This chapter examines action for gender norm change within the broader institutional context in Uganda, which has relatively strong national legislative frameworks and policies to support gender equality and adolescent girls. Despite this, change on the ground is slow and in some places appears non-existent. To examine action for change in this context, the chapter considers selected communications initiatives that aim to shift discriminatory norms around adolescent girls in rural communities. The analysis is set against the backdrop of the country’s national legal, policy and programme environment for gender empowerment and adolescent girls, highlighting both the enabling aspects of progressive laws and policies along with some of the ambiguities around adolescent sexual and reproductive health rights and the reform of marriage legislation, as well as significant gaps between policy promises at national level and action on the ground.
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A Global Evidence Review of Communication for Development (C4D) in support of inclusive and quality education demonstrated the contribution C4D to education outcomes, specifically in the areas of inclusion, equity and gender. The three briefs presented here summarize key findings of the evidence review, discuss key principles in applying and strengthening C4D for Education, and provide recommendations for policy and programming in support of education outcomes, while emphasising regional context and priorities.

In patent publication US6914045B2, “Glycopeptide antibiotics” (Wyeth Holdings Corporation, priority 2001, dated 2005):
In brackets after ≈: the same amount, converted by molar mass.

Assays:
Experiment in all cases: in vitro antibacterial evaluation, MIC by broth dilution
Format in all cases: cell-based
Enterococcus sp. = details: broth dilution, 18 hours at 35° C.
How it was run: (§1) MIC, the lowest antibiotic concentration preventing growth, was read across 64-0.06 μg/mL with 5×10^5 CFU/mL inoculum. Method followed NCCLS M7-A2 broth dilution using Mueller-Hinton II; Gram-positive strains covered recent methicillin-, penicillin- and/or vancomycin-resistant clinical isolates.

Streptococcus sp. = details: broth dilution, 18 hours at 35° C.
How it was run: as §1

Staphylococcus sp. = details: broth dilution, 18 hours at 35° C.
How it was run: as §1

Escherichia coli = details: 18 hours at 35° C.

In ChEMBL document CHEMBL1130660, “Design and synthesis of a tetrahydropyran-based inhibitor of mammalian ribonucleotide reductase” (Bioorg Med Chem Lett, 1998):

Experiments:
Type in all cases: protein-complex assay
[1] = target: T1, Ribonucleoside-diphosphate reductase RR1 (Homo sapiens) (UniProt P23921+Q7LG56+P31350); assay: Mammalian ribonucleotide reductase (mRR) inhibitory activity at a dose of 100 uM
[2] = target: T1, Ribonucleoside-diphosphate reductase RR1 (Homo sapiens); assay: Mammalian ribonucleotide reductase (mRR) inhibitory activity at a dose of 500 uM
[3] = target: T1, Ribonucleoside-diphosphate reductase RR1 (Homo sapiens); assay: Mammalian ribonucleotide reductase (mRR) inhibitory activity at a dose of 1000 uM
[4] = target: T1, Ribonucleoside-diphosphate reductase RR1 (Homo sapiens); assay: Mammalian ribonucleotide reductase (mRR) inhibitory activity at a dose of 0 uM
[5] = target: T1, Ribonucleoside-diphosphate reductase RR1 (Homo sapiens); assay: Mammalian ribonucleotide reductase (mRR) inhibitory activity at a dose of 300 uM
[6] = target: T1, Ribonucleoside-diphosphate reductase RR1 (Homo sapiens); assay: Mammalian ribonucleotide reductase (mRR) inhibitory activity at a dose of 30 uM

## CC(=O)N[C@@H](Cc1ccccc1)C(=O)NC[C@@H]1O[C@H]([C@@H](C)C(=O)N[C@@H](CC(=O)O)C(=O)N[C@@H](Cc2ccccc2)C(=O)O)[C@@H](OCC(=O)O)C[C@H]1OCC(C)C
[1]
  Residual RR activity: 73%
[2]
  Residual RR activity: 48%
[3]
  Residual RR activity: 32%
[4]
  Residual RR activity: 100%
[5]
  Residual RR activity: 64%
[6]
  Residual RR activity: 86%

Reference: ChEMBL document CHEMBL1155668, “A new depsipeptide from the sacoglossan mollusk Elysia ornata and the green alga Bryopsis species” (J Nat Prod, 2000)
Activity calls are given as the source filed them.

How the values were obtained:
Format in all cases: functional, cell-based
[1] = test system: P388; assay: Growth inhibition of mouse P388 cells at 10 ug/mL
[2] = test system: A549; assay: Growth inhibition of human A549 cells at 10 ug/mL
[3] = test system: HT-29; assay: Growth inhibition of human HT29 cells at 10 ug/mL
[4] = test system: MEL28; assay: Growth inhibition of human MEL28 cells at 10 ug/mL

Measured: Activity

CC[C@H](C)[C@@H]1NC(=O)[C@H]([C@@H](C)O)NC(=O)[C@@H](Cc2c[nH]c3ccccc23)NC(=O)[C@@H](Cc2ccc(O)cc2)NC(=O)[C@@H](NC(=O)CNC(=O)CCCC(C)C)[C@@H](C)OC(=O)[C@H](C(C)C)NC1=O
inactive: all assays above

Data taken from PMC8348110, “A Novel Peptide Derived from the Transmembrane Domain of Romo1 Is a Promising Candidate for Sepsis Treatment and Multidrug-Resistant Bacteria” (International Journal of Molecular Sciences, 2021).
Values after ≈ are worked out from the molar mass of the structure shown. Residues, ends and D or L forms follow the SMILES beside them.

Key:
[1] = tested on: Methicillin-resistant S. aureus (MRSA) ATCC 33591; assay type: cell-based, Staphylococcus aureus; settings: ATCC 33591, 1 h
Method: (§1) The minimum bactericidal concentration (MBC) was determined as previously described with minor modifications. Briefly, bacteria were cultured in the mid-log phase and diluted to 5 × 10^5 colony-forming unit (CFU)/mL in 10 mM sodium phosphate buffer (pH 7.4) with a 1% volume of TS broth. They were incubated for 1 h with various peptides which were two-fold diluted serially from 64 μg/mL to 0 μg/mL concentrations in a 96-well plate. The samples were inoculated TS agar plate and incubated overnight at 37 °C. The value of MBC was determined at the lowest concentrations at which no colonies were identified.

This paper is one of a series of thematic reviews produced by the Fund Manager of the Girls’ Education Challenge, an alliance led by PwC, working with organisations including FHI 360, Nathan Associates and Social Development Direct.
The Girls’ Education Challenge (GEC) was set up to support improved attendance and learning for up to one million marginalised girls and has provided the opportunity to develop evidence on what works in girls’ education. Overall across a number of GEC projects, evidence was found of communities’ motivation, investment and commitment to educate their children, for example donating land, raising funds for bursaries and increasing their workload to pay for school fees. In general, GEC projects have not found communities are opposed to the principle of girls’ education, but that their support interacts with other norms that can make it harder for girls to attend school and learn. In particular, there is a perceived (or actual) low return for the family as the investment is sometimes considered to be lost when girls get married.
There are several key considerations for practitioners and policy makers in light of the literature and GEC findings; projects implementing community interventions should target the most prevalent and relevant attitudes and behaviours rather than generic ones, and projects should be prepared to adapt activities where required, recognising that norms are affected by changes in context and power dynamics.
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